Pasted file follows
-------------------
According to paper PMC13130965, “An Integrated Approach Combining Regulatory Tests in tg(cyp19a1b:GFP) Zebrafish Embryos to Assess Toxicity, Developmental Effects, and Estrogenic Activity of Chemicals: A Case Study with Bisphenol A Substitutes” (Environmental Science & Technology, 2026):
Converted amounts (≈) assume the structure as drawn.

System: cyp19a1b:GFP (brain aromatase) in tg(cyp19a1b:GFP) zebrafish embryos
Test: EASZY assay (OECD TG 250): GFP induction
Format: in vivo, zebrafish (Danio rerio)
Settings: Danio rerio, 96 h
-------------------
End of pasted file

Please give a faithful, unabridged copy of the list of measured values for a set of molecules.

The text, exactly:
According to paper PMC13130965, “An Integrated Approach Combining Regulatory Tests in tg(cyp19a1b:GFP) Zebrafish Embryos to Assess Toxicity, Developmental Effects, and Estrogenic Activity of Chemicals: A Case Study with Bisphenol A Substitutes” (Environmental Science & Technology, 2026):
Converted amounts (≈) assume the structure as drawn.

System: cyp19a1b:GFP (brain aromatase) in tg(cyp19a1b:GFP) zebrafish embryos
Test: EASZY assay (OECD TG 250): GFP induction
Format: in vivo, zebrafish (Danio rerio)
Settings: Danio rerio, 96 h